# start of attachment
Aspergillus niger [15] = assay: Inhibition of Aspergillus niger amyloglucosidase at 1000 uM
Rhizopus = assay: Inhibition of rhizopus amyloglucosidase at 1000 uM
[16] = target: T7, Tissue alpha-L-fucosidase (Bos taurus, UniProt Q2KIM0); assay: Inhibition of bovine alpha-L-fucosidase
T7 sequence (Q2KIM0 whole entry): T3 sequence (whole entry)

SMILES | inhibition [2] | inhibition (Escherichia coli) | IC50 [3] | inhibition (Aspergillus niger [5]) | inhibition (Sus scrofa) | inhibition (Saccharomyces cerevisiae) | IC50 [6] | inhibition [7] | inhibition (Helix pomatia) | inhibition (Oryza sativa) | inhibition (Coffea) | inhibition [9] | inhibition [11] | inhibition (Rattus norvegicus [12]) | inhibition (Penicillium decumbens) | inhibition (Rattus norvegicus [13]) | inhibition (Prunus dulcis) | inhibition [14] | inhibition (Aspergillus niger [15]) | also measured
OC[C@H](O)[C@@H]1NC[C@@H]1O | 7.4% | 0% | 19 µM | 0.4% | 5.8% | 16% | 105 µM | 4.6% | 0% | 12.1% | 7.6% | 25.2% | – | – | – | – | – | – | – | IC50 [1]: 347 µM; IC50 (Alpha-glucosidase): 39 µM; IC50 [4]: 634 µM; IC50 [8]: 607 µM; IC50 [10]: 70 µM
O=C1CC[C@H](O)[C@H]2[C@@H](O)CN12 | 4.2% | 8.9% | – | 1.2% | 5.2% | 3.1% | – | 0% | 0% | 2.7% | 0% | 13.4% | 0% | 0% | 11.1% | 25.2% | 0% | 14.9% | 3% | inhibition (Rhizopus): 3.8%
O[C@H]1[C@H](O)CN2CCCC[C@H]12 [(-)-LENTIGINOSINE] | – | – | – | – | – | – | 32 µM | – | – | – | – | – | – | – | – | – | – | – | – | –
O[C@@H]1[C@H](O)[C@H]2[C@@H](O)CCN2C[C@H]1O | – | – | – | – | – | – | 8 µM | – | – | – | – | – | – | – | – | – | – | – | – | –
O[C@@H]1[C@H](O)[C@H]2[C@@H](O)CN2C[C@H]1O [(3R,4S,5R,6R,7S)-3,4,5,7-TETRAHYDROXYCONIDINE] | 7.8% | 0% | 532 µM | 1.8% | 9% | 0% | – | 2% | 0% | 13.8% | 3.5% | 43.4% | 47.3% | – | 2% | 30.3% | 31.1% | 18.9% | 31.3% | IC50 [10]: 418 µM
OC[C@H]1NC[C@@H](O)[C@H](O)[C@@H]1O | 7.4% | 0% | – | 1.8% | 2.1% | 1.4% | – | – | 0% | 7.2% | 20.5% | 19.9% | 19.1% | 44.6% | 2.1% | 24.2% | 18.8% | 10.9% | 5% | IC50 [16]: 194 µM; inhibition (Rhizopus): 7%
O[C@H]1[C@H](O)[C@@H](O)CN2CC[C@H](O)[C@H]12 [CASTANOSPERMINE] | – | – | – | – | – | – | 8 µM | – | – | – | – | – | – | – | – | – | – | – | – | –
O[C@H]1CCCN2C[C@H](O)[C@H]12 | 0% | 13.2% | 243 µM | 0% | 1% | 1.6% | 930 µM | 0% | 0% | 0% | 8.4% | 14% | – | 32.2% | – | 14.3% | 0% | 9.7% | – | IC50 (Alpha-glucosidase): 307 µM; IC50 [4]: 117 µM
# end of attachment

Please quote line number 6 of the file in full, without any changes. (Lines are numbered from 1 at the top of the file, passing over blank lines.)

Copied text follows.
OC[C@H](O)[C@@H]1NC[C@@H]1O | 7.4% | 0% | 19 µM | 0.4% | 5.8% | 16% | 105 µM | 4.6% | 0% | 12.1% | 7.6% | 25.2% | – | – | – | – | – | – | – | IC50 [1]: 347 µM; IC50 (Alpha-glucosidase): 39 µM; IC50 [4]: 634 µM; IC50 [8]: 607 µM; IC50 [10]: 70 µM